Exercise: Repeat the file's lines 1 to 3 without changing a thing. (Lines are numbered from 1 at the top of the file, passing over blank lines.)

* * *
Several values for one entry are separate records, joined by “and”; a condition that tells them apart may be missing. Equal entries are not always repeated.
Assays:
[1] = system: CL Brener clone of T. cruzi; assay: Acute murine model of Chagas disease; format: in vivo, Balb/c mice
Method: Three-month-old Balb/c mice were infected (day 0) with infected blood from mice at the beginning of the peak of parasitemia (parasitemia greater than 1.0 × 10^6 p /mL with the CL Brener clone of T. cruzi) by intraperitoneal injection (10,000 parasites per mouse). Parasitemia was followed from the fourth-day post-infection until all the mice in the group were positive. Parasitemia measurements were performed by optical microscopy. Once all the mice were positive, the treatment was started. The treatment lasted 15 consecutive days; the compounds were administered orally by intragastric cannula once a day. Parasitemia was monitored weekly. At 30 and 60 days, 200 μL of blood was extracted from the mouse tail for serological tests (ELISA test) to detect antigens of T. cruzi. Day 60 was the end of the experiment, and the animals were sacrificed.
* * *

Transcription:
Several values for one entry are separate records, joined by “and”; a condition that tells them apart may be missing. Equal entries are not always repeated.
Assays:
[1] = system: CL Brener clone of T. cruzi; assay: Acute murine model of Chagas disease; format: in vivo, Balb/c mice